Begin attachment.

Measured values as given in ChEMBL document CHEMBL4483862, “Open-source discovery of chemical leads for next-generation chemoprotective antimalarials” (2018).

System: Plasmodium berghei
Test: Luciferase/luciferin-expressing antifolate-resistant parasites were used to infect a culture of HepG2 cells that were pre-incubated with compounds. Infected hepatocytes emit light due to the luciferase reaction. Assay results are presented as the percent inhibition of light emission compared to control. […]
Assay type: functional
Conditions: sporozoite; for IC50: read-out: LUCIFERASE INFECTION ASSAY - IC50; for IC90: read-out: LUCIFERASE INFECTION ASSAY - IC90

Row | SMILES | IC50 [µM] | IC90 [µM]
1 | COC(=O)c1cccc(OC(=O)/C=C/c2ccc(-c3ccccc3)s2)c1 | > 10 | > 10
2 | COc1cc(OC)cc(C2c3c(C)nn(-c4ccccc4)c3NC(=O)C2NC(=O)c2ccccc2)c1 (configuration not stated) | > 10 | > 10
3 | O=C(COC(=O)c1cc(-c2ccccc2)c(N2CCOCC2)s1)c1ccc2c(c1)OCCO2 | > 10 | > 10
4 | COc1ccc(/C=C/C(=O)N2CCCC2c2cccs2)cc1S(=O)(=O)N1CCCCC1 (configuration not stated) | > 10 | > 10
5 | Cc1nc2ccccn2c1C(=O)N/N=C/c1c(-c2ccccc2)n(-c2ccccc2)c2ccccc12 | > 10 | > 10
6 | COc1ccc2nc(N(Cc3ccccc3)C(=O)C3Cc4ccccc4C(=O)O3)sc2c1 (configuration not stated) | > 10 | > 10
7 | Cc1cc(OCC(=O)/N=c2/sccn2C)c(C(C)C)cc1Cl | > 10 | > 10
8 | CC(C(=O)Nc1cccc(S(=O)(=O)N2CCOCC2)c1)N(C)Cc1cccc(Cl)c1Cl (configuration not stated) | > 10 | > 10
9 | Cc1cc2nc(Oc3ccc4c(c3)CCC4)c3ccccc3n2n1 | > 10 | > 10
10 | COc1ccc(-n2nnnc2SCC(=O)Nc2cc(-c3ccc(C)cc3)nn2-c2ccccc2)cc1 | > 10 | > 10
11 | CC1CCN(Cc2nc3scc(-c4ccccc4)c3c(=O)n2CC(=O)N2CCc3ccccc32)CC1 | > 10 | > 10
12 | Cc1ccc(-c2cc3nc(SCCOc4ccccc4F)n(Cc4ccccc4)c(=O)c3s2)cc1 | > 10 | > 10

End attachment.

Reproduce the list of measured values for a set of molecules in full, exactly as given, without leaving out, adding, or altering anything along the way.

Measured values as given in ChEMBL document CHEMBL4483862, “Open-source discovery of chemical leads for next-generation chemoprotective antimalarials” (2018).

System: Plasmodium berghei
Test: Luciferase/luciferin-expressing antifolate-resistant parasites were used to infect a culture of HepG2 cells that were pre-incubated with compounds. Infected hepatocytes emit light due to the luciferase reaction. Assay results are presented as the percent inhibition of light emission compared to control. […]
Assay type: functional
Conditions: sporozoite; for IC50: read-out: LUCIFERASE INFECTION ASSAY - IC50; for IC90: read-out: LUCIFERASE INFECTION ASSAY - IC90

Row | SMILES | IC50 [µM] | IC90 [µM]
1 | COC(=O)c1cccc(OC(=O)/C=C/c2ccc(-c3ccccc3)s2)c1 | > 10 | > 10
2 | COc1cc(OC)cc(C2c3c(C)nn(-c4ccccc4)c3NC(=O)C2NC(=O)c2ccccc2)c1 (configuration not stated) | > 10 | > 10
3 | O=C(COC(=O)c1cc(-c2ccccc2)c(N2CCOCC2)s1)c1ccc2c(c1)OCCO2 | > 10 | > 10
4 | COc1ccc(/C=C/C(=O)N2CCCC2c2cccs2)cc1S(=O)(=O)N1CCCCC1 (configuration not stated) | > 10 | > 10
5 | Cc1nc2ccccn2c1C(=O)N/N=C/c1c(-c2ccccc2)n(-c2ccccc2)c2ccccc12 | > 10 | > 10
6 | COc1ccc2nc(N(Cc3ccccc3)C(=O)C3Cc4ccccc4C(=O)O3)sc2c1 (configuration not stated) | > 10 | > 10
7 | Cc1cc(OCC(=O)/N=c2/sccn2C)c(C(C)C)cc1Cl | > 10 | > 10
8 | CC(C(=O)Nc1cccc(S(=O)(=O)N2CCOCC2)c1)N(C)Cc1cccc(Cl)c1Cl (configuration not stated) | > 10 | > 10
9 | Cc1cc2nc(Oc3ccc4c(c3)CCC4)c3ccccc3n2n1 | > 10 | > 10
10 | COc1ccc(-n2nnnc2SCC(=O)Nc2cc(-c3ccc(C)cc3)nn2-c2ccccc2)cc1 | > 10 | > 10
11 | CC1CCN(Cc2nc3scc(-c4ccccc4)c3c(=O)n2CC(=O)N2CCc3ccccc32)CC1 | > 10 | > 10
12 | Cc1ccc(-c2cc3nc(SCCOc4ccccc4F)n(Cc4ccccc4)c(=O)c3s2)cc1 | > 10 | > 10